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Inspection Summary

Overall summary & rating


Updated 5 January 2018

The inspection took place on 12 December 2017. We gave the provider notice 48 hours before the inspection as the service provided personal care to people in their own homes and we wanted to be certain someone would be available to assist with the inspection.

This was the first inspection of the service since it was registered in May 2017.

Devoted to Care LTD is a domiciliary care agency providing personal care to people living in their own homes. The agency is a private company. At the time of the inspection eight older people were using the service. People's needs included dementia and care and support with physical disabilities and health conditions.

The registered manager was also the owner of the organisation. A registered manager is a person who has registered with the Care Quality Commission to manage the service. Like registered providers, they are ‘registered persons’. Registered persons have legal responsibility for meeting the requirements in the Health and Social Care Act and associated Regulations about how the service is run.

People using the service and their representatives were happy with the service and told us they would recommend it to others. People found their care workers were kind, considerate and respectful and had good relationships with them. They told us that they were supported to be as independent as they wanted to be and able to make choices about their care. They regularly met with the registered manager and were able to give feedback about the service and ask for changes to their care plans. People said that their privacy and dignity were respected.

People felt safe and told us their care workers arrived on time and cared for them safely. They received their medicines safely and as prescribed. The risks to their wellbeing had been assessed and planned for. There were enough staff to keep people safe and meet their needs. There were procedures designed to protect people from the risk of abuse. The staff were aware of good infection control procedures and wore protective equipment, such as gloves and aprons, when providing care.

People's needs had been assessed in line with good practice guidance and they had been able to express their views and preferences. They had consented to their care and treatment. People were given the support they needed to meet healthcare needs and the staff liaised with other healthcare professionals as needed. People's nutritional needs were being met. Each person had a care plan which outlined their needs and these were regularly reviewed.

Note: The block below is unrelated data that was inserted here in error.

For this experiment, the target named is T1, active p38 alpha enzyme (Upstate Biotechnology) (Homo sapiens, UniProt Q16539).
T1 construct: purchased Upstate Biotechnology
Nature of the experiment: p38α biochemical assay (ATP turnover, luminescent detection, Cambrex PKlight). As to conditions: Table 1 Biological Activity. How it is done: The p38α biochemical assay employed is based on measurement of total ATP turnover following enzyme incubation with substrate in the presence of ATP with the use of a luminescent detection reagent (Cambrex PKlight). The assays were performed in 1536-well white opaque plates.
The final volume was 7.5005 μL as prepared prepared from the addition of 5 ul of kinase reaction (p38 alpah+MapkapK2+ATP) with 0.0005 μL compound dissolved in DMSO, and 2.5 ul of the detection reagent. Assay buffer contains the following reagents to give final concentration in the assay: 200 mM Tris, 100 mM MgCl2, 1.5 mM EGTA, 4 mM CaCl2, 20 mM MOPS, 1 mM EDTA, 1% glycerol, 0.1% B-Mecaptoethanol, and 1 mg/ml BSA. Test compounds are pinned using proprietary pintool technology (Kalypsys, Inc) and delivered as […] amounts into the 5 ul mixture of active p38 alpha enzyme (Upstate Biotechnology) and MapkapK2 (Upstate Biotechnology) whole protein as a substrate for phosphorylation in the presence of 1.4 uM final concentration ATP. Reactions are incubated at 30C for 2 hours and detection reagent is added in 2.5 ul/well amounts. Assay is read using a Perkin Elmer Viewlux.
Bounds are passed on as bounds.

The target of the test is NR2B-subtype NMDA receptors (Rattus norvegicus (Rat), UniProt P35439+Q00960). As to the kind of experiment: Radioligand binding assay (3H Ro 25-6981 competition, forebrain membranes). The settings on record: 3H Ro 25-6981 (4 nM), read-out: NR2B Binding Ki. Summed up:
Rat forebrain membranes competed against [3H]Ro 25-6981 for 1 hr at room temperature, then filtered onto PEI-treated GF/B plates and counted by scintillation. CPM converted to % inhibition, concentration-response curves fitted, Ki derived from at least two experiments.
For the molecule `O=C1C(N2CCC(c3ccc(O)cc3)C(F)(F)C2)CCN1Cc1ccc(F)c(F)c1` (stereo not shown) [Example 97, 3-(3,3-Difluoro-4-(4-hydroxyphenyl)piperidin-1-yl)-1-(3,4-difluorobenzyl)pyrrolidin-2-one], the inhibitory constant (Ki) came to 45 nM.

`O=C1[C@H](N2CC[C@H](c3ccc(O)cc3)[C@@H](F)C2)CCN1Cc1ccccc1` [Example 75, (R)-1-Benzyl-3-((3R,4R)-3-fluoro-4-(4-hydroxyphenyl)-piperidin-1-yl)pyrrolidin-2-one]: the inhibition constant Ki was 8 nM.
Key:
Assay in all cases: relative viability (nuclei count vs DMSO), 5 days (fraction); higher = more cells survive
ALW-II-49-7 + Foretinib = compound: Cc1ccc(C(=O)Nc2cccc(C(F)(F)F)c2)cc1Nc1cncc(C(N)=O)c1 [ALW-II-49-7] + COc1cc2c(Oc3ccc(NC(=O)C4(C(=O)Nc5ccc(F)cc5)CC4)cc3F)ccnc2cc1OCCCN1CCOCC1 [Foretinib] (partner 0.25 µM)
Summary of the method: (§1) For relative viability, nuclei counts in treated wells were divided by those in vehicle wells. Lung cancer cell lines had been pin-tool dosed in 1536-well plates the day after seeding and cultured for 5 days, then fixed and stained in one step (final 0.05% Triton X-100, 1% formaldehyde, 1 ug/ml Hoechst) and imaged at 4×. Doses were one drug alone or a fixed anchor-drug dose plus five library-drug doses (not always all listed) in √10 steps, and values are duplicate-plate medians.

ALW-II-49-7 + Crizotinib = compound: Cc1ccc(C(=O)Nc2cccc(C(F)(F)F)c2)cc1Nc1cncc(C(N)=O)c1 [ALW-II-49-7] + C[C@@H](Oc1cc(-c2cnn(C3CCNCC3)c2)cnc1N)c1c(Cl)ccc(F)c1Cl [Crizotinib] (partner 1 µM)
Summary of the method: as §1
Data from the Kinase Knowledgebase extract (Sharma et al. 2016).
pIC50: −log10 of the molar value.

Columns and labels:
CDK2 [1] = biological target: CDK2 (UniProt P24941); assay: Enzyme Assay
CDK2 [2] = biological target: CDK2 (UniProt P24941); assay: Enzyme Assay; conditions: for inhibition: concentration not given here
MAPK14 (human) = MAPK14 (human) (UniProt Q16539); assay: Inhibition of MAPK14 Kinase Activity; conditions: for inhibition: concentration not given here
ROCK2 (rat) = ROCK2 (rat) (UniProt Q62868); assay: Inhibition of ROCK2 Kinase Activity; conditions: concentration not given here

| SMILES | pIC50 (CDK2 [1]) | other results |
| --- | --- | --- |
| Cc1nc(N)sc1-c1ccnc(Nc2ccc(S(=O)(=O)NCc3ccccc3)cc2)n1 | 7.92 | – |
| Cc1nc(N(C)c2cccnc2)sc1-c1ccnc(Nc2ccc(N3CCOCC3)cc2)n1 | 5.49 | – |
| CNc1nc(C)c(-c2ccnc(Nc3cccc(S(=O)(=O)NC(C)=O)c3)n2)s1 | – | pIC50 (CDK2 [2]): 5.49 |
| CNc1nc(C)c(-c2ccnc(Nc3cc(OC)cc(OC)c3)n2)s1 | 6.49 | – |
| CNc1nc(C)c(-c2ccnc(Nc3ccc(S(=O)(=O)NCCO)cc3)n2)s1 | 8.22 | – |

The staff were appropriately trained, supported and supervised. The registered manager worked alongside the care workers providing care and support to people. They carried out spot checks to observe how the staff performed. They also met with the staff to appraise their work and give them opportunities to discuss their own career development.

People using the service, their representatives and the staff were invited to share their views about the service and give feedback about areas they felt could be improved. The registered manager had a good relationship with all stakeholders. People using the service and staff were provided with copies of key policies and procedures. Records kept by the service were up to date, accurate and stored appropriately. The provider used computerised systems to help monitor the service. People told us they knew how to make a complaint but were keen to stress that they had never needed to.

Inspection areas



Updated 5 January 2018

The service was safe.

There were procedures designed to protect people from the risk of abuse and to take action if there was suspected abuse.

The risks to people's safety and wellbeing had been assessed and planned for.

People received their medicines in a safe way and as prescribed.

There were enough staff to keep people safe and meet their needs.

People were protected by the control and prevention of infections.

The provider had learnt from things that had gone wrong and was able to make improvements following these incidents.



Updated 5 January 2018

The service was effective.

People's needs were assessed in line with current good practice guidance.

People were supported by staff who were appropriately skilled, trained and supervised.

The provider was acting within the principles of the Mental Capacity Act 2005.

The staff supported people to make sure they stayed healthy and acted swiftly when people's health changed.

People had enough to eat and drink and were happy with the support they received in this area.



Updated 5 January 2018

The service was caring.

People were treated with kindness and compassion by polite and respectful staff.

People were able to express their choices about the way in which they were cared for and these were respected.

People's privacy and dignity were respected.



Updated 5 January 2018

The service was responsive.

The service responded to people's needs and preferences by planning and delivering care which met these needs.

People's concerns were listened to and responded to in a way which improved the service. People knew how to make a formal complaint and felt happy that they would be acted on.



Updated 5 January 2018

The service was well-led.

There was a positive, inclusive and open culture at the service.

The provider had clear and robust systems for auditing the service.

People using the service and other stakeholders felt it was well-led.